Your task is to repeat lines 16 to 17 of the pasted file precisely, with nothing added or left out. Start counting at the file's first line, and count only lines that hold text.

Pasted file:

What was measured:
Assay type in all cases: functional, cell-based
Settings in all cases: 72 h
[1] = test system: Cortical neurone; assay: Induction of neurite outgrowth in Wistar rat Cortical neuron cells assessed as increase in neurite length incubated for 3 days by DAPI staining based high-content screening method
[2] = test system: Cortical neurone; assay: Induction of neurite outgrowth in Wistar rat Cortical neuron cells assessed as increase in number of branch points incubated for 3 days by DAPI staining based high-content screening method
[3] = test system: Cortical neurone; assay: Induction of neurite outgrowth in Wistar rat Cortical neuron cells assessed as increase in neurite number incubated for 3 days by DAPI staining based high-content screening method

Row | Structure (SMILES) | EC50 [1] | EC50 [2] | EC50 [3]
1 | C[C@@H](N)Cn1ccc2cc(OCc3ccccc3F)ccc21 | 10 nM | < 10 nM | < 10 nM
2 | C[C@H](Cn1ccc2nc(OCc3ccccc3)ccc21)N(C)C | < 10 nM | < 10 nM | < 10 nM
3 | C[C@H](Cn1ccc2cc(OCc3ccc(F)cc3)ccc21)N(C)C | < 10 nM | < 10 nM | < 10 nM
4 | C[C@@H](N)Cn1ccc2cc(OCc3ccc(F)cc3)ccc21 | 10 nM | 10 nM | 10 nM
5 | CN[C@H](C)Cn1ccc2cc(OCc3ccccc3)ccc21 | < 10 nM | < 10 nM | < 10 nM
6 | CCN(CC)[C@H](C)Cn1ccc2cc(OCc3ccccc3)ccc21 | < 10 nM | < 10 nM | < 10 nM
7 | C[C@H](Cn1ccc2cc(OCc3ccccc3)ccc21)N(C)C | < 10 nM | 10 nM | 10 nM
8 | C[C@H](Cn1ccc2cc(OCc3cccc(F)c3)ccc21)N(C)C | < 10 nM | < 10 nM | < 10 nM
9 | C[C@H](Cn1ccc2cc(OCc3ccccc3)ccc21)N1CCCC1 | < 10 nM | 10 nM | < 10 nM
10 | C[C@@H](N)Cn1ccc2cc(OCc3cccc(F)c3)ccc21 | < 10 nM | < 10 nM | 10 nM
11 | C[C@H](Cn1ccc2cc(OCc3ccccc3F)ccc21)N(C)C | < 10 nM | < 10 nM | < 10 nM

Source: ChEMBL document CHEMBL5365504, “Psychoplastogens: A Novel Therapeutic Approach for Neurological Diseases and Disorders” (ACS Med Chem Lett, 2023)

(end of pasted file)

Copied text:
9 | C[C@H](Cn1ccc2cc(OCc3ccccc3)ccc21)N1CCCC1 | < 10 nM | 10 nM | < 10 nM
10 | C[C@@H](N)Cn1ccc2cc(OCc3cccc(F)c3)ccc21 | < 10 nM | < 10 nM | 10 nM